• Gulrajani . (2017) Gulrajani2017ImprovedGulrajani, I., Ahmed, F., Arjovsky, M., Dumoulin, V.  Courville, A.  2017. Improved Training of Wasserstein GANs Improved training of wasserstein gans.
• Heusel . (2017) Heusel2017GANsHeusel, M., Ramsauer, H., Unterthiner, T., Nessler, B.  Hochreiter, S.  2017. GANs Trained by a Two Time-Scale Update Rule Converge to a Local Nash Equilibrium Gans trained by a two time-scale update rule converge to a local nash equilibrium.
• Karras . (2017) Karras2017ProgressiveKarras, T., Aila, T., Laine, S.  Lehtinen, J.  2017. Progressive Growing of GANs for Improved Quality, Stability, and Variation Progressive growing of gans for improved quality, stability, and variation.
• Kingma  Ba (2014) Kingma2014AdamKingma, DP.  Ba, J.  2014. Adam: A Method for Stochastic Optimization Adam: A method for stochastic optimization. Computer Science.
• Mao . (2016) Mao2016LeastMao, X., Li, Q., Xie, H., Lau, RYK., Wang, Z.  Smolley, SP.  2016. Least Squares Generative Adversarial Networks Least squares generative adversarial networks.
• Miyato . (2018) Miyato2018SpectralMiyato, T., Kataoka, T., Koyama, M.  Yoshida, Y.  2018. Spectral Normalization for Generative Adversarial Networks Spectral normalization for generative adversarial networks.
• Nowozin . (2016) Nowozin2016fNowozin, S., Cseke, B.  Tomioka, R.  2016. f-GAN: Training Generative Neural Samplers using Variational Divergence Minimization f-gan: Training generative neural samplers using variational divergence minimization.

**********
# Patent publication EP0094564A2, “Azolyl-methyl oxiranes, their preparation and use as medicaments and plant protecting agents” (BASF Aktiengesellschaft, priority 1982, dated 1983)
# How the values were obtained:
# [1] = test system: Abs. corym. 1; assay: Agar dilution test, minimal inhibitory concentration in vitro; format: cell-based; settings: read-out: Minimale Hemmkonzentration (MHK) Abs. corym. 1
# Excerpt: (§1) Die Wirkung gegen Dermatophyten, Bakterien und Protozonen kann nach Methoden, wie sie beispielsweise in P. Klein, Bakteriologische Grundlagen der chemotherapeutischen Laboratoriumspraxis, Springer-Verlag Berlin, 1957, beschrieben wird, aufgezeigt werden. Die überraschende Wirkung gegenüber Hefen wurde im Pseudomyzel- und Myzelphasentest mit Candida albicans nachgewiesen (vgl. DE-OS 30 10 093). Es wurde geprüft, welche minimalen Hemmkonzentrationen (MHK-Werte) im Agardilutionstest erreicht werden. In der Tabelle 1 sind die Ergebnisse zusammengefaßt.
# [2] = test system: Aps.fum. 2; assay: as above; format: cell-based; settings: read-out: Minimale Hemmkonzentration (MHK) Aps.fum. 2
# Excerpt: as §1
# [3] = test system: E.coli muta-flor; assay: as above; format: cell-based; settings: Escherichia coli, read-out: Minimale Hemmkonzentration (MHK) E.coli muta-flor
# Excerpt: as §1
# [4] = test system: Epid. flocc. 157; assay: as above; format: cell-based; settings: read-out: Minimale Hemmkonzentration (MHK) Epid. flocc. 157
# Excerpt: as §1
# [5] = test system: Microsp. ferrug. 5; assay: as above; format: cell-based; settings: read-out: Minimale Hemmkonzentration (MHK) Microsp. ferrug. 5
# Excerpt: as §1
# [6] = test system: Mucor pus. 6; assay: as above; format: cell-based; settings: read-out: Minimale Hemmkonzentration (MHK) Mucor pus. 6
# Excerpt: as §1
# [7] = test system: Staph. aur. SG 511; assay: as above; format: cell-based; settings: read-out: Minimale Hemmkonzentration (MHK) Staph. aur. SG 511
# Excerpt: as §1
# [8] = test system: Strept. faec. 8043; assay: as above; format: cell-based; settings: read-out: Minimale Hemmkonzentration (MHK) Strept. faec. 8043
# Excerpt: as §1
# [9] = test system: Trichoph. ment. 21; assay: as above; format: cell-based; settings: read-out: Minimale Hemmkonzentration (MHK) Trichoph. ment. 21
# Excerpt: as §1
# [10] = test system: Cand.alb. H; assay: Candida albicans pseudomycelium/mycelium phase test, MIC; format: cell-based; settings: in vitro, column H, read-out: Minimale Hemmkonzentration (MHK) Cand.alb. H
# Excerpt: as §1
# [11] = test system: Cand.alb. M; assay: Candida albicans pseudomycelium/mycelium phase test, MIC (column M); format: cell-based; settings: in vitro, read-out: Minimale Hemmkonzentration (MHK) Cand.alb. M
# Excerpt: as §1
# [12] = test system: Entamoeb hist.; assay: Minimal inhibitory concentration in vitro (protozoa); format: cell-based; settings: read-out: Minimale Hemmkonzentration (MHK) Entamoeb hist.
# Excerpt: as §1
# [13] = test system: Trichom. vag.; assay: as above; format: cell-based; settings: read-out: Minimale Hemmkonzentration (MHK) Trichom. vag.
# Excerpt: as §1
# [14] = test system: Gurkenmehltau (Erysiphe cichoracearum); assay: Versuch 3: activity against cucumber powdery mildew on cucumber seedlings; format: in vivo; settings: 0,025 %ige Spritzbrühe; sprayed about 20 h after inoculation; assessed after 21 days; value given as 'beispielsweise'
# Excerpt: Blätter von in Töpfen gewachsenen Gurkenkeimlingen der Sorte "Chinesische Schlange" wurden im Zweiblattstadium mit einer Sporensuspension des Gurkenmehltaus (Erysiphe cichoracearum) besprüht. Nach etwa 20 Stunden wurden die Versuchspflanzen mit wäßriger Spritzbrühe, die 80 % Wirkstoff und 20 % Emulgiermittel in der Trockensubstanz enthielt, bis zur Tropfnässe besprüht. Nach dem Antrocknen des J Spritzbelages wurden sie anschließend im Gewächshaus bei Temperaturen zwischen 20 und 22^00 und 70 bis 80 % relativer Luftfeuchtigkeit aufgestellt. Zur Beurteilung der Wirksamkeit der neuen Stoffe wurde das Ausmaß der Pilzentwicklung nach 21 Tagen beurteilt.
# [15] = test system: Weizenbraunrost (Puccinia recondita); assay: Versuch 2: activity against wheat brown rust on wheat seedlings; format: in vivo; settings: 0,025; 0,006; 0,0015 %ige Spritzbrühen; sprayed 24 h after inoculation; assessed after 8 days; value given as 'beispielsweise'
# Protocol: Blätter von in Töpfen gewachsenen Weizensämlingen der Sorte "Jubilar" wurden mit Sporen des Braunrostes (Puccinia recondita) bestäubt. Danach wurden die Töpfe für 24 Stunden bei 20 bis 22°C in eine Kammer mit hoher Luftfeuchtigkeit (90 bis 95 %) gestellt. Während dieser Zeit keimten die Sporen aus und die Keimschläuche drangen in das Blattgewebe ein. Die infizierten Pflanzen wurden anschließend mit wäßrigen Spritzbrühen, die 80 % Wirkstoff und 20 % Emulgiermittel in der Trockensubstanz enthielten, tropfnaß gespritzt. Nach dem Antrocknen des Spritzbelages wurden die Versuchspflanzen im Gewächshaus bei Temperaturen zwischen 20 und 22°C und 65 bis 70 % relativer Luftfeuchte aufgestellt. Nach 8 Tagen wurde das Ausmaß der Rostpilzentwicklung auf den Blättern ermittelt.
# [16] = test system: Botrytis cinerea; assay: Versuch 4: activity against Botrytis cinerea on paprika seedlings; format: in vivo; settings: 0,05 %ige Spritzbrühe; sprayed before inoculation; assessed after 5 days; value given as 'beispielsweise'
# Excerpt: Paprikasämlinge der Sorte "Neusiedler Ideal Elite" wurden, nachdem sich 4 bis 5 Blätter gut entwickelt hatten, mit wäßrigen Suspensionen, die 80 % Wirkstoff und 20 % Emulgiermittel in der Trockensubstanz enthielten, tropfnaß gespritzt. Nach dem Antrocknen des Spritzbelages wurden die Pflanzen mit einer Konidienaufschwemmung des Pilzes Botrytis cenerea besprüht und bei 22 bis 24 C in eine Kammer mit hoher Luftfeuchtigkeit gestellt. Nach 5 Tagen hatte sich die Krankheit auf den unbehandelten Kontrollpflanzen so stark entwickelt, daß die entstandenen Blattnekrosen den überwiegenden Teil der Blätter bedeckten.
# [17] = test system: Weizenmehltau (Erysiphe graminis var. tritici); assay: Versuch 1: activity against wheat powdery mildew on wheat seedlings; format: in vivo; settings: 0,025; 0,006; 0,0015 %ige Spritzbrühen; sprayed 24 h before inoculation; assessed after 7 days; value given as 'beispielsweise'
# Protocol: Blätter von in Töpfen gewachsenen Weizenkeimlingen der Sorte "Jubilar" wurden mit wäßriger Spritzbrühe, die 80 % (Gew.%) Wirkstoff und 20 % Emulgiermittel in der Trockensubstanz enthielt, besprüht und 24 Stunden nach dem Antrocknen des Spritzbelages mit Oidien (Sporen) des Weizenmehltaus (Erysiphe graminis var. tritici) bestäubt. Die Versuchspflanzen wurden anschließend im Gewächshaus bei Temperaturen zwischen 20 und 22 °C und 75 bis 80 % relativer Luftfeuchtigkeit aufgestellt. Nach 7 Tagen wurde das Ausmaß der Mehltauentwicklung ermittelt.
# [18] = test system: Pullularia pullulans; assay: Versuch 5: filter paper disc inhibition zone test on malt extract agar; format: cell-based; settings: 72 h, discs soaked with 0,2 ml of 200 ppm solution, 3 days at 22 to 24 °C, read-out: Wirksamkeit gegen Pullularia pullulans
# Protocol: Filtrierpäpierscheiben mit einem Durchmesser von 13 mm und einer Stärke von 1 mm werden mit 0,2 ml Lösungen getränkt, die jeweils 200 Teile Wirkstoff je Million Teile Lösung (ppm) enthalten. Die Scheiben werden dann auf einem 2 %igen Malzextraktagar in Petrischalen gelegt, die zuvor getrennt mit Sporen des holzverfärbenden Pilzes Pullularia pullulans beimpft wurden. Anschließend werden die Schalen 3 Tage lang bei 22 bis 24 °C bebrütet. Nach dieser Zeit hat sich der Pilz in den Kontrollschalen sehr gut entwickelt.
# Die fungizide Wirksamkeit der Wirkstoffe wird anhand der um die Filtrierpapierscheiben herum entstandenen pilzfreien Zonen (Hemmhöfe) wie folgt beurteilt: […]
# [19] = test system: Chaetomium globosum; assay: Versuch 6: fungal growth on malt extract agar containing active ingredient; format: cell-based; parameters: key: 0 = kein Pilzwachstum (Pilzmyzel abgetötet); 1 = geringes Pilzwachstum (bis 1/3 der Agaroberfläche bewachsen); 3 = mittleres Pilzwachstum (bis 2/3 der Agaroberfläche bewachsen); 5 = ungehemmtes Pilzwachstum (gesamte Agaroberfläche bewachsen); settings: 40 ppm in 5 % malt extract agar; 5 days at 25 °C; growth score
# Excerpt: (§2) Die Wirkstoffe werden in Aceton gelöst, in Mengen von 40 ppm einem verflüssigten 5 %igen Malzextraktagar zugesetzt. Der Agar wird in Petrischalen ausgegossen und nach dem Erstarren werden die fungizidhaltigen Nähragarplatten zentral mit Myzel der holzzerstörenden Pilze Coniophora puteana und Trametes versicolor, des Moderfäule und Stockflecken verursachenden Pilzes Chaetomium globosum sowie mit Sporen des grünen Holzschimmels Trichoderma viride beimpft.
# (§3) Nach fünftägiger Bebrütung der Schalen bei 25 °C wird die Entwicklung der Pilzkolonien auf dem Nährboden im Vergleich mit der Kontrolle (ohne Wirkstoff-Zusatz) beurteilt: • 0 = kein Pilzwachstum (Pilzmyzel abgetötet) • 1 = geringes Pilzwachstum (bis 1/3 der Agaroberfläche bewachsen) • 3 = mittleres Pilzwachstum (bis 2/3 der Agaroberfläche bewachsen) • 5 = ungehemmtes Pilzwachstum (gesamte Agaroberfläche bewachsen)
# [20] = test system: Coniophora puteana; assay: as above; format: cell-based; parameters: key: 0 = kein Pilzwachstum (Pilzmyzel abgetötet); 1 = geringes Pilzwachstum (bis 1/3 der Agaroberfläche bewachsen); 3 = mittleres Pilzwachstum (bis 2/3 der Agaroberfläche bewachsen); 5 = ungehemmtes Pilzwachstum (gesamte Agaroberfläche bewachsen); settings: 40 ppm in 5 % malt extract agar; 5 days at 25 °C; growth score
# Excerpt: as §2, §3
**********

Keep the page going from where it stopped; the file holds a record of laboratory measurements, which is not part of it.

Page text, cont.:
• Radford . (2015) Radford2015UnsupervisedRadford, A., Metz, L.  Chintala, S.  2015. Unsupervised Representation Learning with Deep Convolutional Generative Adversarial Networks Unsupervised representation learning with deep convolutional generative adversarial networks. Computer Science.
• Wu . (2017) Wu2017WassersteinWu, J., Huang, Z., Thoma, J., Acharya, D.  Van Gool, L.  2017. Wasserstein Divergence for GANs Wasserstein divergence for gans.

## Appendix A Detailed Derivation

### a.1 (???) is a divergence

Firstly, it is trivial to see that is nonnegative since we can always let :

 D[p(x),q(x)]= maxT12Ex∼p(x)[logσ(T(x))]+12Ex∼q(x)[log(1−σ(T(x)))]+log2 (21) ≥ 12Ex∼p(x)[logσ(0)]+12Ex∼q(x)[log(1−σ(0))]+log2 = 0

Next, we show , which is also simple:

 D[p(x),p(x)]= maxT12Ex∼p(x)[logσ(T(x))+log(1−σ(T(x)))]+log2 (22) = maxT12Ex∼p(x)[log(σ(T(x))(1−σ(T(x))))]+log2

It is not difficult to prove that the maximum value of is at , so we have

 D[p(x),p(x)]=12Ex∼p(x)[log14]+log2=0 (23)